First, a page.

Did Catholics support Santorum on caucus night?

January 4th, 2012

Posted by James January 4th, 2012 in Catholics, Caucus, Iowa, Santorum

With Rick Santorum's surprising late surge in Iowa, the uber-Catholic and social conservative du jour is now at the center of national attention.  Given the prominence of Rick Santorum's Catholic faith and the importance of faith voters to the Iowa caucus, I decided to run the numbers on Rick Santorum's near victory last night and see how well he performed in heavily Catholic counties.  The results were surprising.

Rick Santorum proudly wears Catholicism on his sleeve despite having multiple positions that are contrary to Catholic teaching (hat tip John Gehring at Faith in Public Life).  For example, to win the heart of pro-life voters, Santorum famously cried when he retold a story on the campaign trail about how he and his family grieved over a dead fetus that was still born.

And veteran Iowa caucus campaigner Joe Trippi underscored just how important Catholics were to Santorum's success.  Reporting on FoxNews.com on the eve of the Iowa caucus, Trippi's top suggestion was: “Watch Dubuque: The county in the northeast corner of the state is heavily Catholic and an area Romney scored well in four years ago. If Rick Santorum isn’t winning here it means the Santorum surge isn’t real or isn’t big enough to matter. The state is 23% Catholic – if Santorum, a pro-life Catholic himself, consolidates the Catholic vote in Dubuque and elsewhere the Iowa surprise could be a Santorum win.”

So how did the Catholic community perform for Santorum on caucus night?  Not so well if you look at the numbers.

If you take the the 25 most Catholic counties in the state of Iowa and compare them with the 25 counties that Rick Santorum performed the best in, you will find that only five of these counties are counties that Santorum carried by a wide margin.  Conversely, of the 25 counties that Santorum did the worst in, 9 are heavily Catholic counties.   On top of this, Dubuque, the most Catholic county in the State of Iowa – as pointed out by Trippi- was won by Mitt Romney with 31% of the vote.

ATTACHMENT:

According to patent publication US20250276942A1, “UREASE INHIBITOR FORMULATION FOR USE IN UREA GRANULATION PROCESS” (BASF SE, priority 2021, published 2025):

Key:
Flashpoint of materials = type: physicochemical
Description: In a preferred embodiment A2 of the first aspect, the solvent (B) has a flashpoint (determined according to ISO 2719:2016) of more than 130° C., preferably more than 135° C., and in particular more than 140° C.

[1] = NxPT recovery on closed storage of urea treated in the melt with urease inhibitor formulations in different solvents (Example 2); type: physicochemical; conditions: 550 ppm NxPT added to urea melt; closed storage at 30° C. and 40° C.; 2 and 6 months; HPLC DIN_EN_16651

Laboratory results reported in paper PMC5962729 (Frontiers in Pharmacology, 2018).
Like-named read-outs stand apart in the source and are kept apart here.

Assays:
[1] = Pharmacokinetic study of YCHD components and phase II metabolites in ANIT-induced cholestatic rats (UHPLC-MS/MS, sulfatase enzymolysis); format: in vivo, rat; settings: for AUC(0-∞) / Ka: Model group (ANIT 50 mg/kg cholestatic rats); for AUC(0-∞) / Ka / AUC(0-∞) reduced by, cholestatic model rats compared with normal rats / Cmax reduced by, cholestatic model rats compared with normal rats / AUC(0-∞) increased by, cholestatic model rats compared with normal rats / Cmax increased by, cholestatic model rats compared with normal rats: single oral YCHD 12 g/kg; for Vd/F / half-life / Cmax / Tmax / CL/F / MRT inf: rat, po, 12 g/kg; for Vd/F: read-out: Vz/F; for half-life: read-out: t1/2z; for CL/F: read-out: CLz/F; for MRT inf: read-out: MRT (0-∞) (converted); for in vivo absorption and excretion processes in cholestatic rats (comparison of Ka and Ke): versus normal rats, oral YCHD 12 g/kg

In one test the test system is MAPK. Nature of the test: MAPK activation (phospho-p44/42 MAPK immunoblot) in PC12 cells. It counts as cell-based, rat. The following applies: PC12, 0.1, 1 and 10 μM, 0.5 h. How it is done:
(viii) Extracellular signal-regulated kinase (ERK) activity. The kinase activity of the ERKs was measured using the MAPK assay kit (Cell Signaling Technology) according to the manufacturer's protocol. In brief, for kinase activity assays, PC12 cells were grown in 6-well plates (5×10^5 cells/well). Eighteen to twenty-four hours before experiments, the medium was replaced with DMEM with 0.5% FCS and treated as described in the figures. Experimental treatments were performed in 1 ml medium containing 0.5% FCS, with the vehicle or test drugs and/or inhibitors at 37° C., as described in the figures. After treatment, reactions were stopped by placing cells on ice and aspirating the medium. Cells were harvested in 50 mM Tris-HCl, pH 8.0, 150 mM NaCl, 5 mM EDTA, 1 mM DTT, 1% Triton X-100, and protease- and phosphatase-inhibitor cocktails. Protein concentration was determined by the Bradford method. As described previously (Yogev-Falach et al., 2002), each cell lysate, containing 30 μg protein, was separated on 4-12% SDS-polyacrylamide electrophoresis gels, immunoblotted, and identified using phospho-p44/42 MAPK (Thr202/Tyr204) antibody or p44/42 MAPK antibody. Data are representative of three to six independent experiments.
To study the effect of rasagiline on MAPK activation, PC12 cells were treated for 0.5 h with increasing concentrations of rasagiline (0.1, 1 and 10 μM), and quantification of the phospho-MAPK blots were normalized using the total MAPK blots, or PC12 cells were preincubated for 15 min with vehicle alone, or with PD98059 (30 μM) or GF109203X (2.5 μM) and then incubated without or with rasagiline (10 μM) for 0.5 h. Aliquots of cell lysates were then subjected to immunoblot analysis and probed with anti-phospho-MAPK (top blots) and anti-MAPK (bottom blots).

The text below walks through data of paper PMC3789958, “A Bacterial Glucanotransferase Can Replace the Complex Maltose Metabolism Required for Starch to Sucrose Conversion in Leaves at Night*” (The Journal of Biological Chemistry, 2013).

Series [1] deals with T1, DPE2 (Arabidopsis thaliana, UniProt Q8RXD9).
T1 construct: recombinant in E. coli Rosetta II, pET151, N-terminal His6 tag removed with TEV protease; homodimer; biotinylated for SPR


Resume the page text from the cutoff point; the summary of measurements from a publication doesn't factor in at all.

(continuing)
So what to make of this? If you substitute Evangelical for Catholic, the numbers are more telling.   Of the top 25 counties that Santorum carried, 10 are heavily Evangelical.  Of the 25 worst counties for Santorum, only 2 are heavily Evangelical.  Clearly Evangelicals were a more important constituency to Santorum's surge and help explain why the candidate felt he could take positions late in the campaign that were clearly contrary to positions of the Catholic Church on Mercury pollution and immigration policy.  Furthermore, Santorum's mediocre performance within Catholic counties underscores just how multivariate the Catholic vote really is.  Many Catholic voters do not respond well to culturally divisive wedge issues like abortion and gay marriage.  Surely many Catholic voters in Iowa chose to stay home or caucus with the more moderate and pro-choice candidate Mitt Romney.

So as the Catholic far-right celebrates Santorum's near victory in Iowa, they can not honestly claim that the Catholic community was the driving force behind his recent surge.